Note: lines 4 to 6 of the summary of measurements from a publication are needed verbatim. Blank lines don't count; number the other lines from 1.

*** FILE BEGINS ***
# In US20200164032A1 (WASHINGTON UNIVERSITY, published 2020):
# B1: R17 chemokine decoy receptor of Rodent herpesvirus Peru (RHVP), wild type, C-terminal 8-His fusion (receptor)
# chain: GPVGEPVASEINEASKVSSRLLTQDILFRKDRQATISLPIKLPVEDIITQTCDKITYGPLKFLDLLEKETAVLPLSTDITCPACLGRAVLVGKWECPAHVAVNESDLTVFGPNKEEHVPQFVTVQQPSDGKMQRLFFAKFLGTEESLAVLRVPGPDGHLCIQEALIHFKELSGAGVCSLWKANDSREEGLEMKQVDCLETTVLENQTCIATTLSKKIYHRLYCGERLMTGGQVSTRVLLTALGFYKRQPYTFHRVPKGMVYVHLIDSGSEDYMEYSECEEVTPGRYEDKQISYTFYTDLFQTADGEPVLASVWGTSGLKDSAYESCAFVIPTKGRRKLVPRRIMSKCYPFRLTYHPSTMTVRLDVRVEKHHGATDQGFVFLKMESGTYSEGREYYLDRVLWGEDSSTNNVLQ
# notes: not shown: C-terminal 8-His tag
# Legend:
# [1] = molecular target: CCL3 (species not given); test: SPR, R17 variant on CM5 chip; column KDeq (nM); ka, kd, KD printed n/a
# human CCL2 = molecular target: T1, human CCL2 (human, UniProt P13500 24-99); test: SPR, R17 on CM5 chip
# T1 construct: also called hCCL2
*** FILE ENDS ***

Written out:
# notes: not shown: C-terminal 8-His tag
# Legend:
# [1] = molecular target: CCL3 (species not given); test: SPR, R17 variant on CM5 chip; column KDeq (nM); ka, kd, KD printed n/a